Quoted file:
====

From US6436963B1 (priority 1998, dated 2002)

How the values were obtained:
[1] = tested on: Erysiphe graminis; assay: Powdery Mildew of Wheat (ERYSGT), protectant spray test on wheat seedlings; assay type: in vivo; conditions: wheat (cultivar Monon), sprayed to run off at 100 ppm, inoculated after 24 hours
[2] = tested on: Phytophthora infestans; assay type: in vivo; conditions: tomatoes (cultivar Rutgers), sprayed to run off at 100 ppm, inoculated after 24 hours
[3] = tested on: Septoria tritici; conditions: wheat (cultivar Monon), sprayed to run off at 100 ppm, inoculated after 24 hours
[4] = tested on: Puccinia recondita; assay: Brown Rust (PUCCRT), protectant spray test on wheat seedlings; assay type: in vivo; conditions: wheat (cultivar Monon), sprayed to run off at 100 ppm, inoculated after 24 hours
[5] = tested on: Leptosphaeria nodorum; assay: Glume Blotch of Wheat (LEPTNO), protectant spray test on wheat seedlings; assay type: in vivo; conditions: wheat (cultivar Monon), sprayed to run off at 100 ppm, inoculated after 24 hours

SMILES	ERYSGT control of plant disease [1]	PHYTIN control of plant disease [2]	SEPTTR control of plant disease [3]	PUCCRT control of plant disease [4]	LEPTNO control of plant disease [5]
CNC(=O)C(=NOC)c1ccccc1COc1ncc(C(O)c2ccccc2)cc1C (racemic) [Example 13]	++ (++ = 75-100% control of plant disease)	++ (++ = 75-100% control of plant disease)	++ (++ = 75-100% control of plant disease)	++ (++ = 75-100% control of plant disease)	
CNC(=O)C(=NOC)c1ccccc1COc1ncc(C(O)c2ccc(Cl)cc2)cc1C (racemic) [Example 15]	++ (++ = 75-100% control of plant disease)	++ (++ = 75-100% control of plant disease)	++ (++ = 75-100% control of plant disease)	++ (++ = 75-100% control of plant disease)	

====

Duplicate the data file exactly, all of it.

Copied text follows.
From US6436963B1 (priority 1998, dated 2002)

How the values were obtained:
[1] = tested on: Erysiphe graminis; assay: Powdery Mildew of Wheat (ERYSGT), protectant spray test on wheat seedlings; assay type: in vivo; conditions: wheat (cultivar Monon), sprayed to run off at 100 ppm, inoculated after 24 hours
[2] = tested on: Phytophthora infestans; assay type: in vivo; conditions: tomatoes (cultivar Rutgers), sprayed to run off at 100 ppm, inoculated after 24 hours
[3] = tested on: Septoria tritici; conditions: wheat (cultivar Monon), sprayed to run off at 100 ppm, inoculated after 24 hours
[4] = tested on: Puccinia recondita; assay: Brown Rust (PUCCRT), protectant spray test on wheat seedlings; assay type: in vivo; conditions: wheat (cultivar Monon), sprayed to run off at 100 ppm, inoculated after 24 hours
[5] = tested on: Leptosphaeria nodorum; assay: Glume Blotch of Wheat (LEPTNO), protectant spray test on wheat seedlings; assay type: in vivo; conditions: wheat (cultivar Monon), sprayed to run off at 100 ppm, inoculated after 24 hours

SMILES	ERYSGT control of plant disease [1]	PHYTIN control of plant disease [2]	SEPTTR control of plant disease [3]	PUCCRT control of plant disease [4]	LEPTNO control of plant disease [5]
CNC(=O)C(=NOC)c1ccccc1COc1ncc(C(O)c2ccccc2)cc1C (racemic) [Example 13]	++ (++ = 75-100% control of plant disease)	++ (++ = 75-100% control of plant disease)	++ (++ = 75-100% control of plant disease)	++ (++ = 75-100% control of plant disease)	
CNC(=O)C(=NOC)c1ccccc1COc1ncc(C(O)c2ccc(Cl)cc2)cc1C (racemic) [Example 15]	++ (++ = 75-100% control of plant disease)	++ (++ = 75-100% control of plant disease)	++ (++ = 75-100% control of plant disease)	++ (++ = 75-100% control of plant disease)	